In a world where bigger is better and a never ending quest for high horsepower endures, most of the world fights to get their hands on the latest and greatest items. It's a wild rat race towards "more", but there exists a niche of enthusiasts that celebrate the underdogs and in that corner stands John Benton, dedicated to the 4-cylinder 912s that is often overlooked in the shadow of the iconic, flat-six 911. In many ways, the 912 is a true evolution to its predecessor, the Porsche 356. With its skinny tires and 4-cylinder engine, it retained the same nimble driving characteristics that Porsche owners came to expect. However, for some, it may be hard to understand why anyone would opt for a car with less cylinders and less power, but for John, part of it lies in the challenge. With its 2-cylinder handicap, squeezing performance out of it can be more difficult, but the rewards at the end are that much sweeter when your underdog is hot on the tail of the faster 930 turbos in your run group.
With little demand for the smaller engine in the early years, John had to turn to the knowledge that he gathered while working on his Volkswagens and tuning race engines for his friends. A custom billet crankshaft and a set of rods were made to suit his needs and the modification list has grown ever since. As it sits today, the '68 912 is powered by one of Benton Performance's 1.7L twin-spark engines, outfitted with ported heads, an aggressive cam profile, forged pistons on custom rods, and a knife edged crank. To keep everything in order, an ECU mates with a crank-triggered ignition and fuel injection while a re-geared box transmits the power to match John Benton's driving style. Adjustable spring plates and Konis ensure that the car maintains its composure in the corners while a strut bar and swaybars front and rear allow it to stay planted. Widened steelies often go unnoticed by the untrained eye but allow the wider rubber necessary to keep John on track while he's giving it his all.
With so many decades behind it, John's Porsche 912 has been through a lot. Following its first race career, the commuter-turned-racer was completely stripped down in the early 2000s for a thorough restoration that would address much of the wear that had accumulated over the years. With a newly painted, freshly rebuilt car on hand, John gave the Concours world a shot, but when it didn't feel like the right fit, it wasn't long before he was back out on the road, beating on his car. John and his 1968 Porsche have been together through a lot and as John grew, so did the car, each evolving along life's path.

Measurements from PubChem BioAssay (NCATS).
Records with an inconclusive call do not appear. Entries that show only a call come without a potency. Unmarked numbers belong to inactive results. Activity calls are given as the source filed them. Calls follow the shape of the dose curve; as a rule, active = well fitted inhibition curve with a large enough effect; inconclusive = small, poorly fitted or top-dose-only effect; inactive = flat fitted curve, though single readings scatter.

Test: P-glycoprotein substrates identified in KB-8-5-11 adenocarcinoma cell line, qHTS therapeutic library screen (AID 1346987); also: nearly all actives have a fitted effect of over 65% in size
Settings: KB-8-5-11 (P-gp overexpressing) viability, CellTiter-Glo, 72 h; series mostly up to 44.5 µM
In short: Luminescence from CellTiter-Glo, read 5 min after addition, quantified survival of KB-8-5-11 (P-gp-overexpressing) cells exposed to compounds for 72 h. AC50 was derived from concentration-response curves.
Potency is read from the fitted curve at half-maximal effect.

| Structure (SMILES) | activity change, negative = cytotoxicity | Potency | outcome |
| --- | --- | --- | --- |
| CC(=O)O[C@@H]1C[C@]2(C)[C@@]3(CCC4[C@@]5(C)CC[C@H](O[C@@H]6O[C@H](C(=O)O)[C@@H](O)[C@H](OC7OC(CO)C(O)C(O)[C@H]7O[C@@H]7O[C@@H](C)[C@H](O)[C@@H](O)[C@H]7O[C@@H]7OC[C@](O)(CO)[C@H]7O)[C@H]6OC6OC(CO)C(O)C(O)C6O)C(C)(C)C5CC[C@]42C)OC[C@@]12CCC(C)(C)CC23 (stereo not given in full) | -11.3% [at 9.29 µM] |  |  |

As it sat there in front of us, we discussed the latest iteration for the old air-cooled. This spring, John set out to pay homage to one of his favorite race cars, the 1968 LeMans contender driven by Claude Laurent and Jean-Claude Ogier, two privateers who set out against all odds. Despite lacking the factory backing that many of the big-name teams had, the duo drove the lowly little 911t to a second place finish in the GT class. The underdog resiliance and the simplicity of such a privateer entry tugged at a certain string in John's heart, so he wanted to pay tribute to their efforts with a simple re-invention of his car, 'Mein12'. A row of driving lights took their position on the longhood's front end as a single leather strap limits the hood from popping up unexpectedly. Period correct decals grace each panel and the typography of the numbers play off the simplicity of the narrow racer. It's a look that I love and it's a fitting stage in Mein12's history. We are certain that this car has a long, rich future ahead and we can't wait to see where John takes it next.